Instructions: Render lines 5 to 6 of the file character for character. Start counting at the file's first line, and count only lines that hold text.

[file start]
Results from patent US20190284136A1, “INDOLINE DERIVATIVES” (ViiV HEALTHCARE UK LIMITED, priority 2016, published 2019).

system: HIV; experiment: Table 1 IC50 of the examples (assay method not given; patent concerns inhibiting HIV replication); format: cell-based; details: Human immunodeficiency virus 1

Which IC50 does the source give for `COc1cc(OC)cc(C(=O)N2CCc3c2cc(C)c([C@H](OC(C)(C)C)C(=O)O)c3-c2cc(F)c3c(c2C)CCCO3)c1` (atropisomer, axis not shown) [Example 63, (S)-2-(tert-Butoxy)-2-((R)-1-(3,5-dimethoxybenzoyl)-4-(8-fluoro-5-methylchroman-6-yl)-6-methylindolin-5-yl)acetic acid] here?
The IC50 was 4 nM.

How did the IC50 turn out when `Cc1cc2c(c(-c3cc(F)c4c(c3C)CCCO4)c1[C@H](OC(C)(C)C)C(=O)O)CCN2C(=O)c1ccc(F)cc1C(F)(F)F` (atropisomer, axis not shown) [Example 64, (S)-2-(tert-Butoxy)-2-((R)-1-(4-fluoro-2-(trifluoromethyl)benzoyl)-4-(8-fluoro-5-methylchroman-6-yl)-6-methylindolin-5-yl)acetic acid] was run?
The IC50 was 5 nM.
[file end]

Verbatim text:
How did the IC50 turn out when `Cc1cc2c(c(-c3cc(F)c4c(c3C)CCCO4)c1[C@H](OC(C)(C)C)C(=O)O)CCN2C(=O)c1ccc(F)cc1C(F)(F)F` (atropisomer, axis not shown) [Example 64, (S)-2-(tert-Butoxy)-2-((R)-1-(4-fluoro-2-(trifluoromethyl)benzoyl)-4-(8-fluoro-5-methylchroman-6-yl)-6-methylindolin-5-yl)acetic acid] was run?
The IC50 was 5 nM.